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Browsing: Diary of John Quincy Adams, Volume 2


Docno: ADMS-03-02-02-0002-0009-0024

Author: Adams, John Quincy
Date: 1787-09-24

24th.

Townsend went to Topsfield to hear a cause tried before a justice. Stedman has been hunting all over the neighbourhood for his horse, who disappeared on Saturday. Thomson has an whole week respite from his school; but did not come to the office in the afternoon: I was there alone: Amory return'd from Boston between 4 and 5, and at about 6 set off for Exeter. Tomorrow he goes to Portsmouth and Wednesday morning he intends to be here again.
Amidst the noise of the Office, which was greater than usual because this is the last day, before the sitting of the court of common-pleas in this town, I made out however to read about 80 pages of Blackstone's Introduction, and making a few extracts.1 I copied others in the evening till quite late; and at this moment my fingers are so fatigued with writing, that I positively, must throw by, my pen.
{ 294 }
1. William Blackstone, Commentaries on the Laws of England . .., 4 vols., Oxford, 1765–1769, and subsequent editions. JQA's extracts have not been found.

Docno: ADMS-03-02-02-0002-0009-0025

Author: Adams, John Quincy
Date: 1787-09-25

25th

I have given up all pretences to study any more this week. The Court of Common-pleas sits here; and I shall attend that. It was near one o'clock this day before they met and then they immediately adjourn'd till the afternoon. I was there after dinner. Nothing was done but calling over the actions. Judge Greenleaf1 gave a very short charge to the grand Jury, in which he observed to them, that frequently persons were charged, by malicious enemies, of crimes whereof they were entirely innocent; and he recommended to them to be upon their guard, so as not to be deceived by false accusations, of that nature. The court adjourned by five o'clock. I went and took a walk with Mr. Symmes and Townsend. Symmes was sworn in at the Court of common-pleas, this time last year: but has not I believe an immediate prospect of making his fortune in the profession. I was with Townsend at his lodgings till between 7 and 8 o'clock.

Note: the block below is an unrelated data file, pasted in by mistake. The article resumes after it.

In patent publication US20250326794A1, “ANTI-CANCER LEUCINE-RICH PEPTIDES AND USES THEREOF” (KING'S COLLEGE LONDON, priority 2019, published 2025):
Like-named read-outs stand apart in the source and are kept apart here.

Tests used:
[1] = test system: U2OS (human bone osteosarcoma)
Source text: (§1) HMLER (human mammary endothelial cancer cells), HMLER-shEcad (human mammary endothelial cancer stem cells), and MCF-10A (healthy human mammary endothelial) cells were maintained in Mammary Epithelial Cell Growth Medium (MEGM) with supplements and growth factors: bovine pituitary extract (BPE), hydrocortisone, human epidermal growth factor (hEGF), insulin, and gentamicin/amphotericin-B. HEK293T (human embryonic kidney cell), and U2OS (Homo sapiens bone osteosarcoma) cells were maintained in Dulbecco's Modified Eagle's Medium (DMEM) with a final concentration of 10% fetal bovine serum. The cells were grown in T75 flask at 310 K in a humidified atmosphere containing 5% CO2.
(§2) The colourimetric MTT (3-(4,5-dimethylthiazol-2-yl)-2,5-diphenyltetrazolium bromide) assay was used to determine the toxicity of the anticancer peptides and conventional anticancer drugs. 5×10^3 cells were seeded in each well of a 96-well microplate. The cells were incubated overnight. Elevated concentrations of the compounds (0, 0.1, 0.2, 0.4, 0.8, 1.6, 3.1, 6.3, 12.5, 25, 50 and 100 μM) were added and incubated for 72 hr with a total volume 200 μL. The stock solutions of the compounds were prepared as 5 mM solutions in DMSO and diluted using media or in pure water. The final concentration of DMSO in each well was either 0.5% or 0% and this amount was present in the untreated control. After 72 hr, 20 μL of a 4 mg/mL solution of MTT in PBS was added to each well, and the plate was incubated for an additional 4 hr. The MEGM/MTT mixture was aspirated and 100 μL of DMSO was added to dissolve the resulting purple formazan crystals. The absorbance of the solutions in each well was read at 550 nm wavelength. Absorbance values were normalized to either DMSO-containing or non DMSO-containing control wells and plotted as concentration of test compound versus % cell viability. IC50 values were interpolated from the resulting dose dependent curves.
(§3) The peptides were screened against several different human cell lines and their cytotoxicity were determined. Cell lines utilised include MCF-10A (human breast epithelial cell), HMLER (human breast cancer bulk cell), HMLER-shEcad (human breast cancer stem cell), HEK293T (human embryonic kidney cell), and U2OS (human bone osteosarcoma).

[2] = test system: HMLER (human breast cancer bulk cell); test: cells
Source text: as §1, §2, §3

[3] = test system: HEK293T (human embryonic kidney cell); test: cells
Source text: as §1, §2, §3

Mr. Bradbury2 this afternoon told me a piece of news which shock'd me exceedingly. That Sam. Walker was rusticated; and for a crime, which is the more infamous, because it can be attributed neither to youthful levity, nor to the extravagance of ebriety.3
1. Benjamin Greenleaf, chief justice of the Essex co. court of common pleas and father-in-law of Theophilus Parsons (Sibley-Shipton, Harvard Graduates, 13:86–90).
2. Theophilus Bradbury, a Newbury-port lawyer, in whose office Theophilus Parsons had studied law (same, 14:143–146).
3. Several days earlier Walker had been found guilty of stealing money and a shirt from another student's room. He served out his year of rustication and in Sept. 1788, after a humble confession, was restored. He eventually graduated in the class of 1790 (MH-Ar: Faculty Records, 5:270–271, 319–321).

Docno: ADMS-03-02-02-0002-0009-0026

Author: Adams, John Quincy
Date: 1787-09-26

26th.

Attended court the whole day. Little was done in the forenoon except calling over the cases. But in the afternoon, a cause was tried by Jury, between one Smith and James Brown. Smith had attached certain lands as the estate of Brown's father, to satisfy a debt due to him: Brown claim'd those lands, as his property, and produced in court two deeds, by which his father had made over the lands to him. The question to be tried by the Jury was, { 295 } whether those deeds were valid, or whether they were given merely to evade the payment of the father's debts and in order to secure himself a maintenance during the remainder of his life. Mr. Parsons for the plaintiff proved, that for the real estate of the father, which at that time was assessed at £450. James had only allowed him about 230, and that the chief of this was by paying debts for which he had been previously bound with his father. Mr. Sullivan1 for the defendant, endeavoured to show that such deductions were to be made from this estate as would reduce it to about 280£, and that some other charges ought to be added, to what James had allowed his father, which would make his contract quite equitable. The pleadings were very interesting, and it was after 7, in the evening, before the case was given to the Jury.
The Court then adjourned till the morning, at 9 o'clock.
1. James Sullivan, former superior court judge, legislator, newspaper polemicist, and later governor of Massachusetts (Sibley-Shipton, Harvard Graduates, 15:299–322).
Cite web page as: Founding Families: Digital Editions of the Papers of the Winthrops and the Adamses, ed.C. James Taylor. Boston: Massachusetts Historical Society, 2014.
http://www.masshist.org/apde2/